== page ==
With the intention of bringing 808 and trap music out of the shadows, Run The Trap was built in 2012 to create A New Order for Underground Culture. With 147,000 subscribers its obvious they know how to curate their music. From heavy trap to atmospheric future bass and with features like the newest Ekali x ZHU release, RTT has your deepest bass desires covered. With recent postings of tracks from Flosstradamus and Louis Futon, its no surprise that Run the Trap is one of YouTube’s most heralded channels for electronic releases.

Photo Credit: Grady Brennan

 

Electric Forest reveals full 2018 lineup featuring REZZ, Marshmello, Testpilot and more

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After attendees leaked a partial list of 2018 Electric Forest artists at an event thrown by the festival in Ann Arbor earlier this month, next year’s lineup is finally out in its entirety.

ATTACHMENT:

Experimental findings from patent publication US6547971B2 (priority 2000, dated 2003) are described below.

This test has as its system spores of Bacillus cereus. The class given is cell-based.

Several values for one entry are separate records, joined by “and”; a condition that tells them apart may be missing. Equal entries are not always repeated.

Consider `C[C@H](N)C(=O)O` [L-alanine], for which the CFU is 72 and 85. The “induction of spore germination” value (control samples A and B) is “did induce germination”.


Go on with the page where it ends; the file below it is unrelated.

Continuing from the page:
During the first weekend of June 21-24, attendees will be treated to Galantis, Green Velvet, Jauz, Keys N Krates, Lil Dicky, in addition to previously announced headliners The String Cheese Incident, Bassnectar, Griz Live Band, RÜFÜS DU SOL and ZHU, who will play both weekends.

Additions to the weekend two lineup include Marshmello, deadmau5 moniker Testpilot, Datsik and REZZ, among many others.

Tickets are on sale Dec. 15, with loyalty sales beginning Dec. 7.

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Galantis & Throttle – Tell Me You Love Me (Official Music Video)

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Galantis provide silky smooth remix of Sam Smith’s ‘Too Good At Goodbyes’